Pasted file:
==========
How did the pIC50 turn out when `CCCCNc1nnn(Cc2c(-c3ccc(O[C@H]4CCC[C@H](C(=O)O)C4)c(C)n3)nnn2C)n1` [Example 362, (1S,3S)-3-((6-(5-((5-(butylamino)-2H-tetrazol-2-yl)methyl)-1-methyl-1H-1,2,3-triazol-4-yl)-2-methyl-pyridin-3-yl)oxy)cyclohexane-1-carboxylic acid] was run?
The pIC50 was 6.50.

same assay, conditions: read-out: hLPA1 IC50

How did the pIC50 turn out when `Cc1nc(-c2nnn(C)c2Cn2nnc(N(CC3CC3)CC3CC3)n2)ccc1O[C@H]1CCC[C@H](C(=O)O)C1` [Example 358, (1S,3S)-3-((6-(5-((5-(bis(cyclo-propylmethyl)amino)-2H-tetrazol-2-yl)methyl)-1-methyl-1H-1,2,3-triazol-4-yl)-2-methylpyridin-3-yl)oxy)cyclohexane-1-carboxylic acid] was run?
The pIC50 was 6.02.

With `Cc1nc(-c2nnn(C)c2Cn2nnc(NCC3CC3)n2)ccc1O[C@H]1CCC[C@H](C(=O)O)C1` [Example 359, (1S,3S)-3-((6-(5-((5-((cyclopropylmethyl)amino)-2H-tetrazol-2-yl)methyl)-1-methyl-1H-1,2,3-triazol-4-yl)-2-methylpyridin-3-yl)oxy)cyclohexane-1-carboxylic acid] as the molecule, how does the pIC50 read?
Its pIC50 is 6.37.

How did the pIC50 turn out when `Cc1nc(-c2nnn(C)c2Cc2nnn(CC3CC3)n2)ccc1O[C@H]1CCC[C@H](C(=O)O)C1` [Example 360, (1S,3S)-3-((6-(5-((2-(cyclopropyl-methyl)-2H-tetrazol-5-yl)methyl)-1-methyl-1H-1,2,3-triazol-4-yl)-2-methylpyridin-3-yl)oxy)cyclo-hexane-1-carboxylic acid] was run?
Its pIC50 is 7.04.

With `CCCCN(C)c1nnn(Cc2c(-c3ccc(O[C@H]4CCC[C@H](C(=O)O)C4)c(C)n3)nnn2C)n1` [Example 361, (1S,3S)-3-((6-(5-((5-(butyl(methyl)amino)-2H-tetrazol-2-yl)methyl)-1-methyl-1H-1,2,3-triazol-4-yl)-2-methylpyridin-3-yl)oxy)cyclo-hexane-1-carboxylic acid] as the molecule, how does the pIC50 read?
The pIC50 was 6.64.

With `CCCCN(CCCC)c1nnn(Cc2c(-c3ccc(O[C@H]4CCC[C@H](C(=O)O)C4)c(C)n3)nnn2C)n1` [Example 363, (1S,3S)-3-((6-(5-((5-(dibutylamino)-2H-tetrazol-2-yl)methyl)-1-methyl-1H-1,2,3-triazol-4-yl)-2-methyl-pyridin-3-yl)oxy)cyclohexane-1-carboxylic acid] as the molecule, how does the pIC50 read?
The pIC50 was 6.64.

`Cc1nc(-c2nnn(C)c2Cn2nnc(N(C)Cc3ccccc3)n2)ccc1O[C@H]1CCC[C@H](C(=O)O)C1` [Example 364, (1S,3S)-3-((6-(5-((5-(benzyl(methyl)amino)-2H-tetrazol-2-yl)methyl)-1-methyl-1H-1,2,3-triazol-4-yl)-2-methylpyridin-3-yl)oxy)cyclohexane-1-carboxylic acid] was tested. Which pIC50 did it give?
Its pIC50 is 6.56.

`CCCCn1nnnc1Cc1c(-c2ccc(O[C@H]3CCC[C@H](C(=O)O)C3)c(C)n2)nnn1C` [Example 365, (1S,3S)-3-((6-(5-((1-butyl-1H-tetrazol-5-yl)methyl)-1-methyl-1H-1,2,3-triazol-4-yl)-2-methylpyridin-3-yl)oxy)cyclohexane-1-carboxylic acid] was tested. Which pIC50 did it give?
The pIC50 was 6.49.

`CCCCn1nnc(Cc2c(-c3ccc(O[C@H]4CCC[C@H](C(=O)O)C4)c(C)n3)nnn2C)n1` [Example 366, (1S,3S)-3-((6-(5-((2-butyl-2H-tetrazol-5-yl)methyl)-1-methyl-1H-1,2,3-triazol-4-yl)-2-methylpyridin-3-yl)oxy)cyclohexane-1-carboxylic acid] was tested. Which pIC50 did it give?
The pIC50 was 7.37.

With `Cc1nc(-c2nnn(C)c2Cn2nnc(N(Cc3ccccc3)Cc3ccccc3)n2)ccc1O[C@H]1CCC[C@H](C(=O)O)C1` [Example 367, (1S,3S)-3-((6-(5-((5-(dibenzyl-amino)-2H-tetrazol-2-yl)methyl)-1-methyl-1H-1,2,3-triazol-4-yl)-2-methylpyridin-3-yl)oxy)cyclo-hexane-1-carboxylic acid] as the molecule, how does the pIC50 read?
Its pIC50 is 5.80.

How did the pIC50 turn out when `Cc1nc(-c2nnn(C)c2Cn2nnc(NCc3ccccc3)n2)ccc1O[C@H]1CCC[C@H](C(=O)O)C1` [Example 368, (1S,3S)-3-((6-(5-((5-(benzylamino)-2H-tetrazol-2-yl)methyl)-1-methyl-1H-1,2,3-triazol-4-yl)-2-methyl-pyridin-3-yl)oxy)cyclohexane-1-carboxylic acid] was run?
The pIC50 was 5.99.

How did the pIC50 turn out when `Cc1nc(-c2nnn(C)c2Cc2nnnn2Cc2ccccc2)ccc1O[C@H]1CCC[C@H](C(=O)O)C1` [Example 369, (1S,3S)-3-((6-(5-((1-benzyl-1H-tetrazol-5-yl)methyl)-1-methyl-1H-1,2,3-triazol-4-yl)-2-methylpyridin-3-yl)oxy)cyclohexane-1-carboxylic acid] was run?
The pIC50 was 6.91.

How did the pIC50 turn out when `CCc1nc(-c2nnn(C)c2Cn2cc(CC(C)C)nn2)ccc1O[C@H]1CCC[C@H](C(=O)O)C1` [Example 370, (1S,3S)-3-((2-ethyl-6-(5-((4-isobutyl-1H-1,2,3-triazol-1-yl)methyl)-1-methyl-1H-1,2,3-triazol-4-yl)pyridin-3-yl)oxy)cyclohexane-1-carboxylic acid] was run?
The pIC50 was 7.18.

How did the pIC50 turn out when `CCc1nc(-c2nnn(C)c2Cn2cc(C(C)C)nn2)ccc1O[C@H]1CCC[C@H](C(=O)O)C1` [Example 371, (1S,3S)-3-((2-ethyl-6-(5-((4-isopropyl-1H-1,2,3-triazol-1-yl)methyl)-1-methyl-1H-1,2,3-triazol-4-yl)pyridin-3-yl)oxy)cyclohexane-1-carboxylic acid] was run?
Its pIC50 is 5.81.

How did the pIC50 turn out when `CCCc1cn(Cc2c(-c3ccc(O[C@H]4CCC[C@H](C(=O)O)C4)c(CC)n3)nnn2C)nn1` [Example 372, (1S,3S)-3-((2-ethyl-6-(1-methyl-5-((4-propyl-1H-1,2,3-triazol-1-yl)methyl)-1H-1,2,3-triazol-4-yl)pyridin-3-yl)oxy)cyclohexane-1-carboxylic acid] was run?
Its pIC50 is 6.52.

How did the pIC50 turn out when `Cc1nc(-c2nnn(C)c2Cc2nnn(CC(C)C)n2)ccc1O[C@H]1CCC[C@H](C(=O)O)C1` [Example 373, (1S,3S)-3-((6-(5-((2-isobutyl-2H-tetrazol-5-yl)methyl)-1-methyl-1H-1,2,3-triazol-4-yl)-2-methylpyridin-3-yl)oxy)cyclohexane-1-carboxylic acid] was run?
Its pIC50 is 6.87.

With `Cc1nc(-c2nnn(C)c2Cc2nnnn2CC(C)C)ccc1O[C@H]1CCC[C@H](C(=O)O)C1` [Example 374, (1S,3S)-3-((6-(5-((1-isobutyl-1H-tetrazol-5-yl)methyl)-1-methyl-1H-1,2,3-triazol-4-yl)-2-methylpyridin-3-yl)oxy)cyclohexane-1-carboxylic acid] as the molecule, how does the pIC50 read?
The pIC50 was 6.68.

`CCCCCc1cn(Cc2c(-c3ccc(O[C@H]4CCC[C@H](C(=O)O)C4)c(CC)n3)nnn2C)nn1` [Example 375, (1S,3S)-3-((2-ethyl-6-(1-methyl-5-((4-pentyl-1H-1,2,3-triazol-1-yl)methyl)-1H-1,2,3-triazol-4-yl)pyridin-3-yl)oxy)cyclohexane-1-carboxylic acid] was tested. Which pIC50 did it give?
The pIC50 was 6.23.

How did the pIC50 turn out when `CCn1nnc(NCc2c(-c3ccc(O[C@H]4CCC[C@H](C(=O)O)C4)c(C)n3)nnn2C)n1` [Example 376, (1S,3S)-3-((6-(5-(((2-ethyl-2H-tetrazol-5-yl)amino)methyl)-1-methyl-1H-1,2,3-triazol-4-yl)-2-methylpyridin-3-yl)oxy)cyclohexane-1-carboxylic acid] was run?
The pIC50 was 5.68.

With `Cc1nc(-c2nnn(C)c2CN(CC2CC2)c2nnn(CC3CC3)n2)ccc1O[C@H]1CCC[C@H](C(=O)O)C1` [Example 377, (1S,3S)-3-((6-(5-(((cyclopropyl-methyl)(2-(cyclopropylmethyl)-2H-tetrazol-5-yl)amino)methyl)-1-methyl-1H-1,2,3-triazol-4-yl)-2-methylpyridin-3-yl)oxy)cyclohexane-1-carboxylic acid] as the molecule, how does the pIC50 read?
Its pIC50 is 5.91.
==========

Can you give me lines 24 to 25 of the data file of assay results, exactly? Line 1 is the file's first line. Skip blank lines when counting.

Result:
How did the pIC50 turn out when `Cc1nc(-c2nnn(C)c2Cc2nnnn2Cc2ccccc2)ccc1O[C@H]1CCC[C@H](C(=O)O)C1` [Example 369, (1S,3S)-3-((6-(5-((1-benzyl-1H-tetrazol-5-yl)methyl)-1-methyl-1H-1,2,3-triazol-4-yl)-2-methylpyridin-3-yl)oxy)cyclohexane-1-carboxylic acid] was run?
The pIC50 was 6.91.